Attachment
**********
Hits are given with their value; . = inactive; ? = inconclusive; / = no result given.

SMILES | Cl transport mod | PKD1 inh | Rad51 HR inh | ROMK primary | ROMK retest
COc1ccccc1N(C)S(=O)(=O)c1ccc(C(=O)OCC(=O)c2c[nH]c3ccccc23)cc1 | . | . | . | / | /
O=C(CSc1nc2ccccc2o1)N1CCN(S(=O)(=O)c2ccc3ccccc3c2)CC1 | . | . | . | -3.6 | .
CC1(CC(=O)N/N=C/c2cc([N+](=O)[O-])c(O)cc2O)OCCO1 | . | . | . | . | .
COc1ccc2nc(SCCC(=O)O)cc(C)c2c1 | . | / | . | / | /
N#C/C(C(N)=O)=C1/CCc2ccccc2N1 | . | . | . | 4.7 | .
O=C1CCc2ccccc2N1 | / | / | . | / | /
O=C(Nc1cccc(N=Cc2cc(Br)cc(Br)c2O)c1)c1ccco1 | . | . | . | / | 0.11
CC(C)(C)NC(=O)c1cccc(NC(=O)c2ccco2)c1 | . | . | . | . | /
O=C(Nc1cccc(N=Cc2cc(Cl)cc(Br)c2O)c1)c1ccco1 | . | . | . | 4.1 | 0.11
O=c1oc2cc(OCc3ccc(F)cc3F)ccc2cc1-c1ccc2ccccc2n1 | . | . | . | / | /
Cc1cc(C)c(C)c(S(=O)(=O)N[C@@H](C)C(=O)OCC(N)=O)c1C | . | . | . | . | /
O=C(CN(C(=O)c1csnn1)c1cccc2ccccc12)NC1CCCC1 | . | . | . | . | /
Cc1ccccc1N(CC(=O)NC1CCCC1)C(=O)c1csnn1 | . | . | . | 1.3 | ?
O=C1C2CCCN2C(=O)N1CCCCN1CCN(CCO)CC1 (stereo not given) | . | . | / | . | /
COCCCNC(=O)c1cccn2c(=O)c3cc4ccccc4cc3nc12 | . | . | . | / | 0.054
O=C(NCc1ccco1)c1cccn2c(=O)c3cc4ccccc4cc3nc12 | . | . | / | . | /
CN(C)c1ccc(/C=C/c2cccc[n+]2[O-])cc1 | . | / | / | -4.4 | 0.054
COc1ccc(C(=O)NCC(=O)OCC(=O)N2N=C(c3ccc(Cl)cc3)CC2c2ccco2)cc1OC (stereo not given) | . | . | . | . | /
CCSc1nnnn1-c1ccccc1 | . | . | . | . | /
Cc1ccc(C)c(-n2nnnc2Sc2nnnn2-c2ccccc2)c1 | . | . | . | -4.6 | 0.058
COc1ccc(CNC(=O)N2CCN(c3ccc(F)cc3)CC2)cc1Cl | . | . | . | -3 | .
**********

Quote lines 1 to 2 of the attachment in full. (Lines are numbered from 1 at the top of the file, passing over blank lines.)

Hits are given with their value; . = inactive; ? = inconclusive; / = no result given.

SMILES | Cl transport mod | PKD1 inh | Rad51 HR inh | ROMK primary | ROMK retest